In urging the world to send ships to the shores of Gaza, he added, “We believe that Israel will not intercept these vessels because the sea is open, and human rights organizations have been successful in similar previous operations proving that breaking the siege of Gaza is possible.”

From the BBC, a report on documents in an Israeli court case brought by the human-rights org Gisha that reveal Israel’s policy re the blockade:

In one document, Israel describes the import curbs as “a central pillar in the armed conflict with Hamas”.
It also confirms estimates were made of how many calories Gazans need, but says these were not used for policy-making…
Gisha’s director, Sari Bashi, says she is no security expert, “but preventing children from receiving toys, preventing manufacturers from getting raw materials – I don’t see how that’s responsive to Israeli security needs.”And she says that some of the prohibitions appear to be absurdly arbitrary: “I certainly don’t understand why cinnamon is permitted, but coriander is forbidden. Is there something more dangerous about coriander? Is coriander more critical to Gaza’s economy than cinnamon? This is a policy that appears to make no sense.”

In Jewish family, diaspora gets to be the enabler
Posted: 05 May 2010 07:11 AM PDT

At that Columbia University event the other night, Charney Bromberg began his speech with a personal statement: “I start from a different point of view… I’m not a classical Zionist, I’m a Zionist because I have family in Israel. I love them. Their well being is important to me.”
I found this important and moving. I always say that I dodged the Zionist bullet because it just wasn’t part of my family culture. My mom’s best friend emigrated there, and that made a difference, but we didn’t visit; and we surely didn’t have family there. My family are not communitarians; they’re academic, offbeat. I was never implicated in the Zionist enterprise and I’m grateful for that.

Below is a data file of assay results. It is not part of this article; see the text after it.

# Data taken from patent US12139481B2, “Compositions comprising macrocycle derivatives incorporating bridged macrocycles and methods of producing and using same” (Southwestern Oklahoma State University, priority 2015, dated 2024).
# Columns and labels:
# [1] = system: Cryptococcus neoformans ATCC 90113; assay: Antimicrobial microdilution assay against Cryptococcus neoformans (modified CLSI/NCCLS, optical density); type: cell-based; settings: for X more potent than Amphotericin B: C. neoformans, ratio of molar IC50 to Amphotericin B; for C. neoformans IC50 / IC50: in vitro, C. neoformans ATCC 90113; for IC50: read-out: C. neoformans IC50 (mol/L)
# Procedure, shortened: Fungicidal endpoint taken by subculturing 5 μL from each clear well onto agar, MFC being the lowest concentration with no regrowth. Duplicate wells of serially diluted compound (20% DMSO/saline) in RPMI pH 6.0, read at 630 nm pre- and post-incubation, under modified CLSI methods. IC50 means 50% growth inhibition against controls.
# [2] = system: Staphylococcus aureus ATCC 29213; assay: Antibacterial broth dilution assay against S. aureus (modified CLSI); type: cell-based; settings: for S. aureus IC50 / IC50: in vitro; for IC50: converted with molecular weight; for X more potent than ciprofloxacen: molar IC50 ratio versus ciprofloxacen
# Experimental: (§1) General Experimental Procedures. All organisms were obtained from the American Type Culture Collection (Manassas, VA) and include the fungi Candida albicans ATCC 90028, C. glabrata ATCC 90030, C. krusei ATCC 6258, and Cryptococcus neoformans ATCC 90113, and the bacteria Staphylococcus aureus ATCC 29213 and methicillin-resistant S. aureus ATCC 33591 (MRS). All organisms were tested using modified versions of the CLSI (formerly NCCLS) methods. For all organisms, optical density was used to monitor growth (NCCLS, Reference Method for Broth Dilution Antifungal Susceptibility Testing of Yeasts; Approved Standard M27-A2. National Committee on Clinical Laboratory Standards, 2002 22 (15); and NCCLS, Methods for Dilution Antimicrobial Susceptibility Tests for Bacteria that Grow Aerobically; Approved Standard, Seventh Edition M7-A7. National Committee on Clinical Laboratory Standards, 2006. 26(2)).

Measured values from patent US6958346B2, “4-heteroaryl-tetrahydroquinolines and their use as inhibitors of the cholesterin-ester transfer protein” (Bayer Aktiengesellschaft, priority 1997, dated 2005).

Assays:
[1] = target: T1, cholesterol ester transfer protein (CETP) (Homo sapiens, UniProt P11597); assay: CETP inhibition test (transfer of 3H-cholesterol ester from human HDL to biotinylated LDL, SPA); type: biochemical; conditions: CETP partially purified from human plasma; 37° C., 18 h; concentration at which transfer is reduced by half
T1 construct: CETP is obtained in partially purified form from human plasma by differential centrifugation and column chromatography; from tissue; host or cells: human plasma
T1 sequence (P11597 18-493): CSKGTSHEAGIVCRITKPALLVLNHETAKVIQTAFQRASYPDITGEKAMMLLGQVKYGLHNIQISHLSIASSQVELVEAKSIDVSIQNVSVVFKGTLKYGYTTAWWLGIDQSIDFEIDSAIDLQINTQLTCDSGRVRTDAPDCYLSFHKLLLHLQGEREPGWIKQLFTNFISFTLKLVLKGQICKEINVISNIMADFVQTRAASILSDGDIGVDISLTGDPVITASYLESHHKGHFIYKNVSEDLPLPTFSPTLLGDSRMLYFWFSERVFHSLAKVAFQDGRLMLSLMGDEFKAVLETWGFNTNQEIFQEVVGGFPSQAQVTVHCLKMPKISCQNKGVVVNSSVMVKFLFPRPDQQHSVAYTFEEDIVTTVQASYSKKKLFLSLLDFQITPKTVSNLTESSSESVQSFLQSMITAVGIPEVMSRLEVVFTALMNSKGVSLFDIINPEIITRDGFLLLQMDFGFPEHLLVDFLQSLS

A couple times I’ve asked Jewish journalists about their family connections to Israel and they haven’t answered me. I think these connections are legion–and may even have propelled some journalists to be journalists. One big editor has family living in a settlement; I learned about it at a party, he asked me not to publish his name.
Lila Abu-Lughod and Ali Abunimah had family who were expelled during the Nakba. They tell you this; it obviously helps to form their views too, they’re open about it.
I wish Jewish journalists would follow Bromberg’s lead and be open about their connections.  
And what should follow? I can’t blame Charney Bromberg for feeling solidarity with Israelis because of that connection. What I do blame the Diaspora for is again and again deferring to their Israeli connections on critical questions, for saying, who am I to tell them not to blockade Gaza, they live there, I don’t! Deferring to a psychosis of insecurity bred of the Holocaust and a Likudnik policy of endless war.